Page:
I have a love-hate relationship with Social Media. The internet has the potential to be a great connector in our human fabric, but it can also create toxic atmospheres and echo chambers. It can be a huge distraction too. My latest weapon against distraction has been a thorough cleaning and separation of apps. As a rule, 'consumption' apps for media can now only live on my iPad, leaving my iPhone void of anything that lends itself to 'doomscrolling'.When I do engage in Social Media, I keep Nir Eyal's words in mind:
Distraction is only distraction if it really distracts you from something. Otherwise it's entertainment. The physical act of grabbing my iPad signals 'entertainment', making it a conscious choice instead of unconsciously sliding from 'checking my mail' to 'checking Twitter' on my iPhone.
Yesterday I played around with new social kid on the block 'Clubhouse'. It's an audio-based discussion forum, where you can follow people and subjects you're interested in. Anyone can listen in to a 'room' and the moderators can invite listeners to chip in (you can raise your hand), sometimes making for some interesting conversation. The audio focus makes for great consumption while walking, driving or doing chores.
Zooming out to the greater narrative, I love seeing these new apps as experiments on digital human interaction. Clubhouse is an experiment, like Facebook and Twitter continue as an experiment. If we don't like something we move on to an alternative (Signal, anyone?). The tools are evolving, and so is our use of them. The growing pains are merely an indication that something is growing.
We've written before about the potential use speech and text analysis. Here's a recent application. Analysis of English-language contributions on social-media platform Twitter, so-called 'tweets', shows that 2020 was for most people more miserable than other years. Not a surprising outcome, but still evidence that what we communicate reveals something about how we feel.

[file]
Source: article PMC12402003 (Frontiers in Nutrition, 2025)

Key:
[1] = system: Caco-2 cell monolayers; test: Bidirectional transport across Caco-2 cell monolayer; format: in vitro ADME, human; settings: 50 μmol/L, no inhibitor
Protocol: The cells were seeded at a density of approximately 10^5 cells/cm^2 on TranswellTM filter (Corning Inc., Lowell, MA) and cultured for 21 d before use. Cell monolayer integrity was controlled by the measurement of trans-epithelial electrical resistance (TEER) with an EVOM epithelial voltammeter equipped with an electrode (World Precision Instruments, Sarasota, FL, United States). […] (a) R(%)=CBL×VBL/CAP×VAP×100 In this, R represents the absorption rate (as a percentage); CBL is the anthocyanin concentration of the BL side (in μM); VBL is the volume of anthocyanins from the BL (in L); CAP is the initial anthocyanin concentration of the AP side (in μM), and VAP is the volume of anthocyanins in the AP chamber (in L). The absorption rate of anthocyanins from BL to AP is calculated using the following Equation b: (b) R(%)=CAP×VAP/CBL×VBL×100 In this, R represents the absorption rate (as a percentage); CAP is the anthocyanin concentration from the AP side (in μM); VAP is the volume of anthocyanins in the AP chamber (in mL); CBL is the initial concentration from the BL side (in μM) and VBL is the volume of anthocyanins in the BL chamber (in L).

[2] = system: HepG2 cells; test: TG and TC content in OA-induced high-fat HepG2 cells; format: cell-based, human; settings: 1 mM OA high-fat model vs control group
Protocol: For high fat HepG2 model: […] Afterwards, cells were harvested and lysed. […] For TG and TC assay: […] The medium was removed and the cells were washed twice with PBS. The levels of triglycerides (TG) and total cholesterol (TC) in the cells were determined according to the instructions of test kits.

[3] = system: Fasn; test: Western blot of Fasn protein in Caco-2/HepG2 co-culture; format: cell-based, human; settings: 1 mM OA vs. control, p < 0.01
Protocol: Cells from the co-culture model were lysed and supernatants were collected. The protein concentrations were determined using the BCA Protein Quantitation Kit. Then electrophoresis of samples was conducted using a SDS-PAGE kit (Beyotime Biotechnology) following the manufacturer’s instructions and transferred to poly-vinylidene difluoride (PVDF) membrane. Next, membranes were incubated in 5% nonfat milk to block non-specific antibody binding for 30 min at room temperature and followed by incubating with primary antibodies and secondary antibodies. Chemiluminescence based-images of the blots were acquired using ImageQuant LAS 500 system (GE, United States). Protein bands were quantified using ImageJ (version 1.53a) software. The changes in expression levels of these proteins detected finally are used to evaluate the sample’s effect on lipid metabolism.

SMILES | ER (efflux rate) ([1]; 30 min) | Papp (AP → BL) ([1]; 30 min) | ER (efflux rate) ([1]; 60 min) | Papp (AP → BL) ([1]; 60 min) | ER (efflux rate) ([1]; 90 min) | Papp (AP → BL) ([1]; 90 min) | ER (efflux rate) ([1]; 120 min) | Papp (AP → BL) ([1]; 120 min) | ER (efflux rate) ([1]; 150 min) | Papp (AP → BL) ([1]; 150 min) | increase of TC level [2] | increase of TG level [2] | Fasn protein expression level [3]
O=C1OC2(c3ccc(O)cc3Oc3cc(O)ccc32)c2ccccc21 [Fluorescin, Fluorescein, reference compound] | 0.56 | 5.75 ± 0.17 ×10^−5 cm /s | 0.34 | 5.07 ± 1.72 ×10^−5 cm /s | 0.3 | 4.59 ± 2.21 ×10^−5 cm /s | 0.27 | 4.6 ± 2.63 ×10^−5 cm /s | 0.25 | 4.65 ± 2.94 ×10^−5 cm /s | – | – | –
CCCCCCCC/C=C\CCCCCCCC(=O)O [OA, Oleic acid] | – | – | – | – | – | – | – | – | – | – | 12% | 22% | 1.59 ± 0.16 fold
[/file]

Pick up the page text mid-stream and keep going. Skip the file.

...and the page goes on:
The graph below shows the analysis (courtesy of Marine Wagner who collects on a quarterly basis the -according to her- most interesting graphs and quotes). There is, of course, the benefit of hindsight and whether the dips are really associated with the explanations given cannot be proven. Still, the overall trend is clearly visible and English-speaking (writing) people used less happy words than before. The influence of Brexiteers might have lost out to people writing about the impact of the pandemic. 😀
On a positive note, I do see an upward trend in the dark-blue line. I wonder: if analysis of tweets can show the mood of people, would we also be able to find out what birds have to say and what the impact is of less air traffic on their happiness?
During a call with investors last week, Twitter CEO Jack Dorsey explained how he wants to start experimenting with people picking out their own favourite recommendation algorithm. That would mean that not Twitter's own, but your choice of algorithm would decide what turns up on your timeline. Dorsey even floated the idea of having a sort of marketplace, where people could offer and shop for algorithms.
A lot of the flack that Social Media companies receive, is tied to the mechanisms that decide what content you get to see. We earlier promoted Netflix 'The Social Dilemma' that explains in shocking detail how algorithms test and promote content with no other apparent goal than to keep you clicking down the rabbit-hole for as long as possible. Extended engagement is a metric for success, and leads to more possible advertising income.
I have not been a fan of every experiment Jack Dorsey has attempted (just check his beard). While this effort can also be explained as a possible hedge against Section 230 changes (the contested US law that gives platforms protection from user-generated content), I tend to like this direction. Even if we have to pay for less manipulative algorithms, we can start seeing how we pay either way; money, privacy, freedom. We'll have a new option that does not challenge our willpower every time we open Social Media or forces us to leave the scene altogether, and that's progress.
Long before the internet existed in its current form, Economist Herbert A. Simon said a wealth of information creates a poverty of attention. In the last decade, this scarce attention has become the main target for a lot of Silicon Valley success stories.
Last week I watched the new Netflix documentary The Social Dilemma on the impact of social media on daily life and our society. While I was not impressed with some of the acting and I did not learn a lot of new facts, watching the documentary did make a big impression on me. Hearing the ex-director of monetization at Facebook explain he keeps his kids completely off social media was a part of that.
While I deeply believe the internet can be a force for good, there is overwhelming evidence of the detrimental effects it is having on our society right now. Like all great technological advances, it can be both a terrible master and a terrific tool. Thankfully, the documentary closes with action-oriented advice and even a website dedicated to the things we can do ourselves. While regulation might be on its way, nothing beats taking matter into your own hands.